Lochte, Feigen Ordered To Stay In Brazil After Robbery Probe
A Brazilian judge on Wednesday ordered U.S. Olympic swimmers Ryan Lochte and Jimmy Feigen to remain in the country as authorities investigated their report of being robbed at gunpoint in Rio de Janeiro early Sunday.
Judge Keyla Blanc De Cnop ordered the swimmers’ passports to be seized, according to a statement released by the Rio de Janeiro court.
But, at least for Lochte, the move appears to be moot: he has already returned to the United States, according to his lawyer. It was not immediately clear if Feigen remained in Brazil.
Patrick Sandusky, a spokesman for the United States Olympic Committee, said that local police showed up at the Olympic Village Wednesday morning and the entire American swim team had already moved out, “so we were not able to make the athletes available.” He declined to say where Lochte and Feigen were, citing security precautions, but said the committee would “continue to cooperate with Brazilian authorities.”
The judge said Lochte and Feigen gave contradictory accounts of the robbery, according to the court’s statement. Lochte told police there was one robber, while Feigen said there were more, only one of whom had a gun. The judge also cited the men’s “attitude” as they passed through security after the alleged stickup, which was captured by security cameras.
The statement did not explain what about the men’s behavior raised concerns.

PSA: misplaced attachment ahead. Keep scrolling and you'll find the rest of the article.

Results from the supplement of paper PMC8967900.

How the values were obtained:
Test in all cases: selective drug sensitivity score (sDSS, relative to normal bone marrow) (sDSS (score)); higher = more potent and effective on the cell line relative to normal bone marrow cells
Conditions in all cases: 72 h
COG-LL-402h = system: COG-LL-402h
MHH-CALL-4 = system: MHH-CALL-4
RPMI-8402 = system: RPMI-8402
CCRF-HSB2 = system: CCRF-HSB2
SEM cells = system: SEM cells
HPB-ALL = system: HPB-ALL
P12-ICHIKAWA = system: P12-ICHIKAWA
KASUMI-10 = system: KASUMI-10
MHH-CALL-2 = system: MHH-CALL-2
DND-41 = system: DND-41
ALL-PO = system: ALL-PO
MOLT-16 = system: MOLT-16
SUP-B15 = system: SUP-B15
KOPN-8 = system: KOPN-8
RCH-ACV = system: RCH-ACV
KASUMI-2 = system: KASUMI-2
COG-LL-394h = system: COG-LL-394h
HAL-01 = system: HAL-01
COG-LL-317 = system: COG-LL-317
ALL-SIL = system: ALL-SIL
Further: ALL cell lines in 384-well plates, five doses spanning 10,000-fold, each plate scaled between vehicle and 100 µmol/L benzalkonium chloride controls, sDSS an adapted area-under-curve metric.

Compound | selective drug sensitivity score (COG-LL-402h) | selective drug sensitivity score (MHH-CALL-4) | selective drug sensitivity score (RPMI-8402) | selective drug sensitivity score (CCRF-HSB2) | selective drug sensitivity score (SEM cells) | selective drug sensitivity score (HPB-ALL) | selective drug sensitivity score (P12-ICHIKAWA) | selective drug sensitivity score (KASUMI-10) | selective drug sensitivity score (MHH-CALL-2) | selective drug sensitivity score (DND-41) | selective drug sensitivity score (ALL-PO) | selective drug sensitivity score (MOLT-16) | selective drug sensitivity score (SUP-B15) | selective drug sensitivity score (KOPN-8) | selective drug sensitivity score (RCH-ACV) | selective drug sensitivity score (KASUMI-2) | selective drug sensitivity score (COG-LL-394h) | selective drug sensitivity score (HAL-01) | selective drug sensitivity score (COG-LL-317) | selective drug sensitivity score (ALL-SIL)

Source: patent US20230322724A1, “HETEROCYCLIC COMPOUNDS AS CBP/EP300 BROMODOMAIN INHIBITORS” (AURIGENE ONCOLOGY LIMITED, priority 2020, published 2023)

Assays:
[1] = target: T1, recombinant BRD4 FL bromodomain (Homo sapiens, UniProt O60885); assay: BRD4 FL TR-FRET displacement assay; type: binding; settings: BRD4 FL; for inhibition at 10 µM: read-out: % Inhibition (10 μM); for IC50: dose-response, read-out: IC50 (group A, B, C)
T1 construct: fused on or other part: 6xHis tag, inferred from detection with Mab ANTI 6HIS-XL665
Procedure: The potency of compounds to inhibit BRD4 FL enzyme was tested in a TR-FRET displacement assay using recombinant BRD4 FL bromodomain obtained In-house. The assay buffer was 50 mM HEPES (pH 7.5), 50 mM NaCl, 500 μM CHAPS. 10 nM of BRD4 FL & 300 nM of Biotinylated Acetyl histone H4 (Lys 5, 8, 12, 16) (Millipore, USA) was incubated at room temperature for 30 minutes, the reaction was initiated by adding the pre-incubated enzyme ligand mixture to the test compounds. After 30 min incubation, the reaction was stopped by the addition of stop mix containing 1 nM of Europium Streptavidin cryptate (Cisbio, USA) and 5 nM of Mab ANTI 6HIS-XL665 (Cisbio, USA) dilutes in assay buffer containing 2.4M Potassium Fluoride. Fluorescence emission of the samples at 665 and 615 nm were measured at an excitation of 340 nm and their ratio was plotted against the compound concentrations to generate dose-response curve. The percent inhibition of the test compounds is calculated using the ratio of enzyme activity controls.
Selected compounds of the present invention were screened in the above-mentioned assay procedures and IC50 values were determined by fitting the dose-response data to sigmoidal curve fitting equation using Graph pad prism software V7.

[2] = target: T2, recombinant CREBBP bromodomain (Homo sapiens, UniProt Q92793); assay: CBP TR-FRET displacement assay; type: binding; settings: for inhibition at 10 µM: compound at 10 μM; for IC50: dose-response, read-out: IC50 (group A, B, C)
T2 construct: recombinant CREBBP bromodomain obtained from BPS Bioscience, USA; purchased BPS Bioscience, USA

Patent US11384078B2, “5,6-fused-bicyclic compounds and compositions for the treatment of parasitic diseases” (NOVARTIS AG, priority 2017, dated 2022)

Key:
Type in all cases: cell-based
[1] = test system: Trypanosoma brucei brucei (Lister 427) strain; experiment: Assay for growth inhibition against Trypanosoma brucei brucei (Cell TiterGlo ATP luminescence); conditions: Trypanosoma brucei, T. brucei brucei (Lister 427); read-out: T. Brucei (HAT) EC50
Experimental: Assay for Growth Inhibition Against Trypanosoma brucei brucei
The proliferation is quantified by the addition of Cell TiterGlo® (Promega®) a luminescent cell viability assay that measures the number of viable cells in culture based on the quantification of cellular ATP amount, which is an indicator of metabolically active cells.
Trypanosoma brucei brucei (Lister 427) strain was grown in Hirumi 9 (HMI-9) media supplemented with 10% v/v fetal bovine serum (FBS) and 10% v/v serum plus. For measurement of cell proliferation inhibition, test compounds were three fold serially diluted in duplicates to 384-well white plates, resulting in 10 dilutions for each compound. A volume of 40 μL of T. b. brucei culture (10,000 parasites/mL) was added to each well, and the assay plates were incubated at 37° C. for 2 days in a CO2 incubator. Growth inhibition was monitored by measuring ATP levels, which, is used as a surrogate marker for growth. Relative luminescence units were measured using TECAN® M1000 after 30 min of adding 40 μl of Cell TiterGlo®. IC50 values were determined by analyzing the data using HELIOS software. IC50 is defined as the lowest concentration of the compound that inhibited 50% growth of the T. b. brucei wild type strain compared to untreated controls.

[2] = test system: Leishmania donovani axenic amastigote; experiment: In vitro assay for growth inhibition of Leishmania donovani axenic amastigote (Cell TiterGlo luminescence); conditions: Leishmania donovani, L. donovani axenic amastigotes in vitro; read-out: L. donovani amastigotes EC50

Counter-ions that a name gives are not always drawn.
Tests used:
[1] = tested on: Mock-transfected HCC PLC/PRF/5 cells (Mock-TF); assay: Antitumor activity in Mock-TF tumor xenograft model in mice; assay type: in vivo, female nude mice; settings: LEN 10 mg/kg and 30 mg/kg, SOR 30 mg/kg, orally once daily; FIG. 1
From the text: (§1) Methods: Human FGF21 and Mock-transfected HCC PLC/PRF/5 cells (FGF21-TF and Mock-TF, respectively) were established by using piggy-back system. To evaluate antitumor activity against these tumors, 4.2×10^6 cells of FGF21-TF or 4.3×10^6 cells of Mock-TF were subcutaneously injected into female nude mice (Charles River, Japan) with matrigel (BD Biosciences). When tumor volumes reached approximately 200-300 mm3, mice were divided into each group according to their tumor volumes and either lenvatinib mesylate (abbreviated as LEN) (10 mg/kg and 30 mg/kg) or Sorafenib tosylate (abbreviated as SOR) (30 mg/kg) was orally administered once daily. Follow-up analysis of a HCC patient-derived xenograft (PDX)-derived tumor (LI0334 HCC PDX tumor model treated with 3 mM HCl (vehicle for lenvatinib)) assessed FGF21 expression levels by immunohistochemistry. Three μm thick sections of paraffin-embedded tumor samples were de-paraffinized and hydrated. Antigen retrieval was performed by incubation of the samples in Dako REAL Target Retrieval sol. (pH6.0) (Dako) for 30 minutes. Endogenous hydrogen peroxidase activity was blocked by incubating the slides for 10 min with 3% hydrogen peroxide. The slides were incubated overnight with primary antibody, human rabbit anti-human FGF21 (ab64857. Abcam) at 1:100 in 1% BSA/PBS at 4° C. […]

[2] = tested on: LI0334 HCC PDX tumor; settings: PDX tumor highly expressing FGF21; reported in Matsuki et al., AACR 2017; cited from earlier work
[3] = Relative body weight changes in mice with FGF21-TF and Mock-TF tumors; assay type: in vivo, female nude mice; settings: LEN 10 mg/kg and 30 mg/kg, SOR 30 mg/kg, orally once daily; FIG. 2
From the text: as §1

Lochte, a 12-time Olympic medalist and the only one to speak publicly about the incident, told NBC News Sunday that there had been multiple attackers. Lochte said he, Feigen and two other swimmers, Gunnar Bentz and Jack Conger, were returning from a long night of partying when their taxi was pulled over by men who appeared to be police officers. They ordered the swimmers to the ground, and when Lochte refused — he said he told them they’d done nothing wrong — one of the assailants held a pistol to his head.
“He took our money, he took my wallet — he left my cell phone, he left my credentials,” Lochte said.
Initially, Olympic officials denied the report, but Lochte later told USA Today that he and his teammates delayed telling officials about the attack “because we were afraid we’d get in trouble.” The United States Olympic Committee said the four men have since cooperated with authorities.
But that hasn’t cleared up all the confusion. The Associated Press quoted a police official — who spoke on condition of anonymity — saying that investigators haven’t found the men’s taxi driver or witnesses.